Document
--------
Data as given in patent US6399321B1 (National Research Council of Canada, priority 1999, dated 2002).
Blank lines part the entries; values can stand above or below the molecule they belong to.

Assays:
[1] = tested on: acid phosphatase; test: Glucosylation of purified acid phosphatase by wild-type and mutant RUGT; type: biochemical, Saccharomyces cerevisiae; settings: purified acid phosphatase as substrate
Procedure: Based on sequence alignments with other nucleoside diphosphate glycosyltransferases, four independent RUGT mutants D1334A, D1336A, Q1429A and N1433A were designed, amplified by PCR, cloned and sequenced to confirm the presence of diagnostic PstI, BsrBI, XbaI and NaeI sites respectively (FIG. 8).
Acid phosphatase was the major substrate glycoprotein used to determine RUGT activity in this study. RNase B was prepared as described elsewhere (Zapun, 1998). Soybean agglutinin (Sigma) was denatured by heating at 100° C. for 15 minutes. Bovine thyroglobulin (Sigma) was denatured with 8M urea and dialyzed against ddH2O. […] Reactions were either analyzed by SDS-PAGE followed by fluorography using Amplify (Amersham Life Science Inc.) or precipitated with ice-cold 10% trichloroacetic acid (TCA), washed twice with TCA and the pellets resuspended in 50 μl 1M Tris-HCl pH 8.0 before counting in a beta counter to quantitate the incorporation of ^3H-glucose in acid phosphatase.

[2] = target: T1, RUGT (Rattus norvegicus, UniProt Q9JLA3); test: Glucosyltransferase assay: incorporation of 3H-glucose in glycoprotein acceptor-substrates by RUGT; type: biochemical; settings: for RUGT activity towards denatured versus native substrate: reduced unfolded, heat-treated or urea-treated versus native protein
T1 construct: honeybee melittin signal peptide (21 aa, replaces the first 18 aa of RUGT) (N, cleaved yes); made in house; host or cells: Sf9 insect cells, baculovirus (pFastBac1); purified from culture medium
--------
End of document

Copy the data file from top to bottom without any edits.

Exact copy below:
Data as given in patent US6399321B1 (National Research Council of Canada, priority 1999, dated 2002).
Blank lines part the entries; values can stand above or below the molecule they belong to.

Assays:
[1] = tested on: acid phosphatase; test: Glucosylation of purified acid phosphatase by wild-type and mutant RUGT; type: biochemical, Saccharomyces cerevisiae; settings: purified acid phosphatase as substrate
Procedure: Based on sequence alignments with other nucleoside diphosphate glycosyltransferases, four independent RUGT mutants D1334A, D1336A, Q1429A and N1433A were designed, amplified by PCR, cloned and sequenced to confirm the presence of diagnostic PstI, BsrBI, XbaI and NaeI sites respectively (FIG. 8).
Acid phosphatase was the major substrate glycoprotein used to determine RUGT activity in this study. RNase B was prepared as described elsewhere (Zapun, 1998). Soybean agglutinin (Sigma) was denatured by heating at 100° C. for 15 minutes. Bovine thyroglobulin (Sigma) was denatured with 8M urea and dialyzed against ddH2O. […] Reactions were either analyzed by SDS-PAGE followed by fluorography using Amplify (Amersham Life Science Inc.) or precipitated with ice-cold 10% trichloroacetic acid (TCA), washed twice with TCA and the pellets resuspended in 50 μl 1M Tris-HCl pH 8.0 before counting in a beta counter to quantitate the incorporation of ^3H-glucose in acid phosphatase.

[2] = target: T1, RUGT (Rattus norvegicus, UniProt Q9JLA3); test: Glucosyltransferase assay: incorporation of 3H-glucose in glycoprotein acceptor-substrates by RUGT; type: biochemical; settings: for RUGT activity towards denatured versus native substrate: reduced unfolded, heat-treated or urea-treated versus native protein
T1 construct: honeybee melittin signal peptide (21 aa, replaces the first 18 aa of RUGT) (N, cleaved yes); made in house; host or cells: Sf9 insect cells, baculovirus (pFastBac1); purified from culture medium